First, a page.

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25July

OCD: How to deal with it

Written by Josh Phillips Posted in Mental Illness

OCD: How to deal with it

OCD (Obsessive Compulsive Disorder) is an anxiety disorder. An obsession is the repeated urge to do something, or desire for something; compulsion is when you feel the need to constantly repeat an activity, such as washing your hands or arranging objects.

If you have OCD, you can feel as though you are a slave to these strange desires, with which you may not be comfortable; it can be unpleasant and frightening.

Almost everyone has little rituals or hang-ups, things that they worry about. If you are diagnosed with OCD, these compulsions and obsessions are so strong that they stop you from living your life how you want to.

There are common patterns to both obsessions and compulsions. Common obsessions can include:

  • Fearing contamination e.g. from dirt and germs in a toilet
  • Imagining doing harm e.g. thinking that you are going to push someone in front of a train
  • Intrusive sexual impulses e.g. worrying that you will expose yourself at school or on a night out
  • Excessive doubts e.g. thinking that you have an illness despite having no symptoms
  • ‘Forbidden’ thoughts. A fear of failing to prevent harm e.g. feeling that your friends might be in danger.

Common compulsions can include:

  • Repeating actions e.g. touching every light switch in the house five times
  • Ordering or arranging e.g. keeping food organised by colour in the fridge
  • Washing e.g. always washing hands six times with soap and six times without soap after using the toilet
  • Checking e.g. reading through an email ten times before sending it to make sure it doesn’t have any mistakes in it
  • Touching e.g. only buying things in the supermarket that you have touched with both hands
  • Praying e.g. repeating a mantra again and again whenever you hear about an accident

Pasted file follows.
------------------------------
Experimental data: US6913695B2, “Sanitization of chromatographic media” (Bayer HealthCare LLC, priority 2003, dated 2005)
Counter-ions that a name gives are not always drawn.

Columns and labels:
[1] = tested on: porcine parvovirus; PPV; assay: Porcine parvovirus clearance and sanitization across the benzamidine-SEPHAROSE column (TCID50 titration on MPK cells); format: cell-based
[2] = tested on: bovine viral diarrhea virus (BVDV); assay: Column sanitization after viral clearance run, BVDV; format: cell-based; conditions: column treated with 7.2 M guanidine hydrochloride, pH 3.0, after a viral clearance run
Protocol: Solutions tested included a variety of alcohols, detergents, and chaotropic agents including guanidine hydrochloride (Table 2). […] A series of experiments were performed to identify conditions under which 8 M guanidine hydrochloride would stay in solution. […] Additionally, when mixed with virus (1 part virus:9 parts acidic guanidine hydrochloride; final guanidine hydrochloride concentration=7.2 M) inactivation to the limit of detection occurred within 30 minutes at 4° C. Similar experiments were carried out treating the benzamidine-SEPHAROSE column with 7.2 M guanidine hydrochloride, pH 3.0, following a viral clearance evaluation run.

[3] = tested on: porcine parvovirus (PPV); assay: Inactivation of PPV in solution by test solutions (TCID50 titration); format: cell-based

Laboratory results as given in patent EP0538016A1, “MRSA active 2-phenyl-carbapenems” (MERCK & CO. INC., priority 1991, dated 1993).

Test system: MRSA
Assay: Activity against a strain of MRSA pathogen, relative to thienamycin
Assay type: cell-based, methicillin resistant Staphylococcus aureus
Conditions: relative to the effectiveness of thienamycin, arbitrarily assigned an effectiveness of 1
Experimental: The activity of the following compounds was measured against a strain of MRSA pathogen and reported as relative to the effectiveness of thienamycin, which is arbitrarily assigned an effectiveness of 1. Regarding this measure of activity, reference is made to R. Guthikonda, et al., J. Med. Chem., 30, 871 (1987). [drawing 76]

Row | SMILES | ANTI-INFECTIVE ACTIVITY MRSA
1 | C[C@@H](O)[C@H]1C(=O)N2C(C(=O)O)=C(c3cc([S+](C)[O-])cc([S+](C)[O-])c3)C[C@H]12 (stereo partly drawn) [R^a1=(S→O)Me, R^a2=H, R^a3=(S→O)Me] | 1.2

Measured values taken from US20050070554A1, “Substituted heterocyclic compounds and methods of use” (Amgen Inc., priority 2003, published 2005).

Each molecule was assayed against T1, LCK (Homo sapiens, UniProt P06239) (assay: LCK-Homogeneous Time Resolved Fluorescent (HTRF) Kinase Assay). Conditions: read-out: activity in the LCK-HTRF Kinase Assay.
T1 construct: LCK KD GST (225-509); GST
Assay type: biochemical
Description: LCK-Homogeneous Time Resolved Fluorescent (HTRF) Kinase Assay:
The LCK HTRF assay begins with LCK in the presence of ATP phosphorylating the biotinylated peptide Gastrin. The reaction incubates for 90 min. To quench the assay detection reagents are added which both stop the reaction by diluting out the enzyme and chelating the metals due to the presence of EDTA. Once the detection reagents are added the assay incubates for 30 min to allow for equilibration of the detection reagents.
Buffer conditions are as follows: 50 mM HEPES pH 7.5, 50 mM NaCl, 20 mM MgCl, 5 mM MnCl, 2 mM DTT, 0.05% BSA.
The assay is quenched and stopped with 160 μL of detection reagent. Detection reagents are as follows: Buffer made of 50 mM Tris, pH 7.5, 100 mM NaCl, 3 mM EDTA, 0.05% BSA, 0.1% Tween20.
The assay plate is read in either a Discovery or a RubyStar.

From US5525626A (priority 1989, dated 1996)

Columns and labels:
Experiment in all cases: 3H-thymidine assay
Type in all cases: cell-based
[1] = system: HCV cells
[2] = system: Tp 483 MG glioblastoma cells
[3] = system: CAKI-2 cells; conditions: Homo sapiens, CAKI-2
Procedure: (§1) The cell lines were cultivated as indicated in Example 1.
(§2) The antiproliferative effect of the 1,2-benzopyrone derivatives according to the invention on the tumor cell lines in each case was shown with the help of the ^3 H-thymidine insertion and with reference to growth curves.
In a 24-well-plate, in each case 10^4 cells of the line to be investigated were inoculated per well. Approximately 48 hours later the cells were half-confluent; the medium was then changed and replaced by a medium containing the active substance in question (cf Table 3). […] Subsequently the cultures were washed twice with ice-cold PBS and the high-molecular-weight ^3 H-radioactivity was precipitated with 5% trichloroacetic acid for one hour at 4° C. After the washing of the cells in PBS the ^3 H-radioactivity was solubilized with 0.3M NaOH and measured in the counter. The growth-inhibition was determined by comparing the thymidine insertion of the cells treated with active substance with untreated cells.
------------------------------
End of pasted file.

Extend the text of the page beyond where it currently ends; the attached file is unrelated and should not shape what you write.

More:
• Focusing on a number e.g. having to do everything three times, or buy three of every item when you are shopping. 

If you think that either you or someone you know is suffering from OCD, then the first thing you should do is contact your local GP. They can give you advice and refer you to more specialised services to get treatment.

Treatment for OCD takes two main forms: talking therapy and medicine.

Talking therapy for OCD tends to be known as Cognitive Behavioural Therapy (CBT). The aim of CBT is to identify bad patterns of thought and connections between thoughts, feelings and behaviour, and to build up practical ways of coping with them.

In more severe cases, this talking therapy can be combined with medicine, which some people find useful. Medicines designed to help with mental disorders such as OCD can be very effective, but can have some potentially nasty side effects.

For more information, you can contact your local doctor, or, if you feel uncomfortable talking about your feelings to someone you know, you may find it easier to speak to a stranger who can listen and empathise. This could be a support worker, healthcare professional or even one of TCHC’s advisers.

About the Author

Josh Phillips

Josh Phillips interned with us for six weeks during his summer holidays while studying English Literature and Language at the University of Oxford. He has written reviews on shows for the Edinburgh Festival and has also represented his University College on the BBC's University Challenge.

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